1. Personal accountability – Know where all your rescuers are at all times.
2. Keep the area clear – Often the first reaction in a trench collapse is to look, which adds more weight on the sides of the trench, increasing the likelihood of collapse.
3. Work from a safe area – Spread out the weight around the trench (e.g. laying wood down around the trench before stepping near or around it).
4. The best trench rescue is a “non-entry” rescue – If possible, get the trapped victim to begin digging himself out by giving him the right tools, right away. This gives the victim something to focus on while first responders develop an action plan.
5. Donʼt get in over your head – If you are not trained, wait. Donʼt create more victims.
Miller urges all first responders (EMS, fire department, police department, and industrial rescue teams) to receive at minimum an Awareness level of training in Trench Rescue. First line supervisors are encouraged to advance to the Technician level training.
Roco offers a 20-hour Trench Rescue Technician training course.
Two workers are killed every month in trench collapses. Unprotected trenches are among the deadliest hazards in the construction industry and the loss of life is devastating.Since 2003, more than 200 workers have died in trench cave-ins and hundreds more have been seriously injured. OSHA has three new guidance products to educate employers and workers about the hazards in trenching operations.
The new products include a fact sheet, QuickCard and a poster that warns, “An Unprotected Trench is an Early Grave.”
The three documents may be ordered in English- and Spanish-language versions from the Publications page of OSHA’s web site. See the news release for more information.
What does getting struck by a pickup traveling 45 mph and being in the path of a trench wall collapse have in common? The outcome is typically not going to be positive…
A six cubic yard section of trench wall that collapses into an 8 foot deep trench has the weight and speed of a full size pickup traveling 45 mph.
These forces are the reason why a proactive and compliant trench safety program is paramount to your safety as a worker or as a rescuer!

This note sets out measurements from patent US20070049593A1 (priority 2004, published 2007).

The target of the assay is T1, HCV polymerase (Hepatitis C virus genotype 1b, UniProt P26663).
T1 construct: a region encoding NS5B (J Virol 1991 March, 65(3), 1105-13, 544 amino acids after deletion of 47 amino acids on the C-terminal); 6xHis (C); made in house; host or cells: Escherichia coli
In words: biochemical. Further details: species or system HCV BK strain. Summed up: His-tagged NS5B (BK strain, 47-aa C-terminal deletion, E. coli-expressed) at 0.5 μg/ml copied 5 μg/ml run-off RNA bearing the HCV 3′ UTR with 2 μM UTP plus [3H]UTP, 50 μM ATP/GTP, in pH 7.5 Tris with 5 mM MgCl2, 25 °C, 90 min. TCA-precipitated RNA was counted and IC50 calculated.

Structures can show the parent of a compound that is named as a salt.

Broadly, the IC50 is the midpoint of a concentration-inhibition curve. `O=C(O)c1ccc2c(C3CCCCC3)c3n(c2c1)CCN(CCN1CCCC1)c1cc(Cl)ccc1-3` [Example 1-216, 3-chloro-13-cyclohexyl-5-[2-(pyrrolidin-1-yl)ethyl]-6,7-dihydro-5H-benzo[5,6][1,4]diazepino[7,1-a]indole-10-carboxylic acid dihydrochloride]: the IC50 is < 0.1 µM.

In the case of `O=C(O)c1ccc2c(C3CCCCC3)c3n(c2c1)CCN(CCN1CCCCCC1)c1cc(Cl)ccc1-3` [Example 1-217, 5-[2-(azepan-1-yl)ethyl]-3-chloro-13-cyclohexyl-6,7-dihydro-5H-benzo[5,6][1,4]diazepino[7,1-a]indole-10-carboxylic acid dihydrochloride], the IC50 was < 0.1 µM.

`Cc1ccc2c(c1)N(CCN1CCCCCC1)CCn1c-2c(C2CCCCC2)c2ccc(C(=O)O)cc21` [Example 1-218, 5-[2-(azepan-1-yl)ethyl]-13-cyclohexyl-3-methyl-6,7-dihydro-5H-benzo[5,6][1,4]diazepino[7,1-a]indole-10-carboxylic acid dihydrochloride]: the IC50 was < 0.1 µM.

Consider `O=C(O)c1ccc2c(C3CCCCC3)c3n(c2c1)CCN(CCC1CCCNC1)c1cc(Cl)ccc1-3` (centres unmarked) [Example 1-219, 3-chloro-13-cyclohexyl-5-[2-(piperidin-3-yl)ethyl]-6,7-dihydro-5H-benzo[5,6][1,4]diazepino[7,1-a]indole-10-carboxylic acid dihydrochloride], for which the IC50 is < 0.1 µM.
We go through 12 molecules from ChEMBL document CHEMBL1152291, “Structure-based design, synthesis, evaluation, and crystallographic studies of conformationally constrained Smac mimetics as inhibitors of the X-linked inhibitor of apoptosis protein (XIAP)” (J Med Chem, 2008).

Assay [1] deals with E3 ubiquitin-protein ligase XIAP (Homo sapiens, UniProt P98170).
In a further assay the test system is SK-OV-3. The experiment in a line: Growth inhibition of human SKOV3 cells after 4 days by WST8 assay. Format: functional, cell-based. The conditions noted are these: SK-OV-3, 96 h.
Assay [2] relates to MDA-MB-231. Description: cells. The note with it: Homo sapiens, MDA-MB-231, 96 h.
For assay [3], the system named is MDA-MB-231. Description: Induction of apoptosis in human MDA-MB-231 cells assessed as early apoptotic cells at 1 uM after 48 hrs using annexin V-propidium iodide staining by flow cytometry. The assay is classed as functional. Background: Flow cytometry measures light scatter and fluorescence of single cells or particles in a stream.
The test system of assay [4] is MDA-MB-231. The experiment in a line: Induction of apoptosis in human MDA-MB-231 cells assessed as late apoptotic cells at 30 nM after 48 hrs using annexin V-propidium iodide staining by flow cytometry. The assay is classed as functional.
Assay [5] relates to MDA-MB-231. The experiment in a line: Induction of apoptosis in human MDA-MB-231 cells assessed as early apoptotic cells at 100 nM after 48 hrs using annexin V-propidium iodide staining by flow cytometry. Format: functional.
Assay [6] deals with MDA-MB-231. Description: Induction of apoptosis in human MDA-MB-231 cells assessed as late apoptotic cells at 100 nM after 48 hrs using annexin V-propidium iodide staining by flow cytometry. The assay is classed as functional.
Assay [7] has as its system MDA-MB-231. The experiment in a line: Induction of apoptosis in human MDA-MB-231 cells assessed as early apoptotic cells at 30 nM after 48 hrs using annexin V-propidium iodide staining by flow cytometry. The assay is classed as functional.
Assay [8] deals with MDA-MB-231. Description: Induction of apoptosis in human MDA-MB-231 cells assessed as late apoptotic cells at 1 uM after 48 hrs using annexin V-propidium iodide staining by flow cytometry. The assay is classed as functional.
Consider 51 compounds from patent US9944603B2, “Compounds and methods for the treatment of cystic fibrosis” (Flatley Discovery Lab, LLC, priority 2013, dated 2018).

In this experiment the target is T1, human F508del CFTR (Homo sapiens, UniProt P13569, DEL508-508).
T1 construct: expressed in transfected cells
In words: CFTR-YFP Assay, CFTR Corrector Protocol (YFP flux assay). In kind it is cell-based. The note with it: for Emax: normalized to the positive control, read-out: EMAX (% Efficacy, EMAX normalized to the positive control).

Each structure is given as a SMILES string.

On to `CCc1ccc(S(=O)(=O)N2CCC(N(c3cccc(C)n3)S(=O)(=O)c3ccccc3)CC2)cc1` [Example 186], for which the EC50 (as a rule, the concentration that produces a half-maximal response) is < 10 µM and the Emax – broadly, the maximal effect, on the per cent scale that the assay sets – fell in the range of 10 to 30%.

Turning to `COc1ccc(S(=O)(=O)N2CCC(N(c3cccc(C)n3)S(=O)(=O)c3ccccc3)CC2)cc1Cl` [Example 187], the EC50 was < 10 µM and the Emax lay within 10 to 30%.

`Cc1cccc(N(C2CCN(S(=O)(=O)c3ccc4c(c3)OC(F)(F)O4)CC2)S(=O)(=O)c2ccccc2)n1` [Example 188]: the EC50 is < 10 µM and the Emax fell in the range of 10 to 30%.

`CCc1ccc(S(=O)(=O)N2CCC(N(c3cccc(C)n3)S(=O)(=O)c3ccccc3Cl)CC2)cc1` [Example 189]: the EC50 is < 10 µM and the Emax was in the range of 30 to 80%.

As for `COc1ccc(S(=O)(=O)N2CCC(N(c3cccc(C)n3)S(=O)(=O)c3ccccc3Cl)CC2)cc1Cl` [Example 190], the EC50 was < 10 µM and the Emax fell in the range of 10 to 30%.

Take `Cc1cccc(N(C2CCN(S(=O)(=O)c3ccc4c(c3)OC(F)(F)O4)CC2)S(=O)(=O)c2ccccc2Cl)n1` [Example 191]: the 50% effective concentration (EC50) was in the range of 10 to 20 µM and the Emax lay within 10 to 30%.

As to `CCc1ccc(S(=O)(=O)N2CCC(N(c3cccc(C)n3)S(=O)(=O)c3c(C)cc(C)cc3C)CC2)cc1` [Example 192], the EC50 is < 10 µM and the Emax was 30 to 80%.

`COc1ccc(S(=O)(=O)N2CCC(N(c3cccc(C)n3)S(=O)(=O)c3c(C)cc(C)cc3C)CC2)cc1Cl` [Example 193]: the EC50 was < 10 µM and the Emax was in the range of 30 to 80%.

Unfortunately, there was another tragic incident last week in Las Vegas, New Mexico, in which two workers were killed following a trench cave-in. Dirt buried 49-year-old Frank Romero and 32-year-old Gene Hern. The men were installing sewer and water lines in the 8 to 10 foot deep trench. City spokesperson Dave Romero says other workers frantically tried to dig the men out but didn’t make it to them in time. Hern and Romero were pronounced dead on the scene by medical officials.
This serves as another reminder of how important it is to be trained in the proper precautions and dangers of trenches and excavations. Once it happens, it’s too late, there’s no time to prepare. As a first responder, be aware when this type work is going on in your district or response area – don’t take chances, know how to protect yourself. And, if you’re involved with the project from the beginning, preplan each job with the utmost precaution.
According to OSHA, excavation and trenching are among the most hazardous construction operations. This type work presents serious hazards to all workers involved. Cave-ins pose the greatest risk and are much more likely than other excavation-related accidents to result in worker fatalities. Other potential hazards include falls, falling loads, hazardous atmospheres, and incidents involving mobile equipment. The regulation that covers requirements for excavation and trenching operations is OSHA 1926.650.
What’s the difference between an excavation and a trench?
OSHA defines an excavation as any man-made cut, cavity, trench, or depression in the earth’s surface formed by earth removal. This can include excavations for anything from cellars to highways. A trench is defined as a narrow underground excavation that is deeper than it is wide, and no wider than 15 feet (4.5 meters).
Why is it important to preplan the excavation work?
No matter how many trenching, shoring, and back-filling jobs you have done in the past, it is important to approach each new job with the utmost care and preparation. Many on-the-job accidents result directly from inadequate initial planning. Waiting until after the work has started to correct mistakes in shoring or sloping slows down the operation, adds to the cost, and increases the possibility of a cave-in or other excavation failure.
A big part of being safe, is being prepared. Knowing as much as possible about the job or work site and the materials or equipment needed is a best practice. Here are a few things OSHA recommends you consider about the site.
2. Proximity and physical conditions of nearby structures
4. Surface and ground water
5. Location of the water table
6. Overhead and underground utilities
7. Weather conditions
OSHA Excavation and Trenching Standard applies to all open excavations made in the earth’s surface, including trenches. Strict compliance with all sections of the standard will greatly reduce the risk of cave-ins as well as other excavation-related accidents. See the resource below to learn more.
RescueTalk (RocoRescue.com) has been created as a free resource for sharing insightful information, news, views and commentary for our students and others who are interested in technical rope rescue. Therefore, we make no representations as to accuracy, completeness, or suitability of any information and are not liable for any errors, omissions, or delays in this information or any losses, injuries, or damages arising from its display or use. All information is provided on an as-is basis. Users and readers are 100% responsible for their own actions in every situation. Information presented on this website in no way replaces proper training!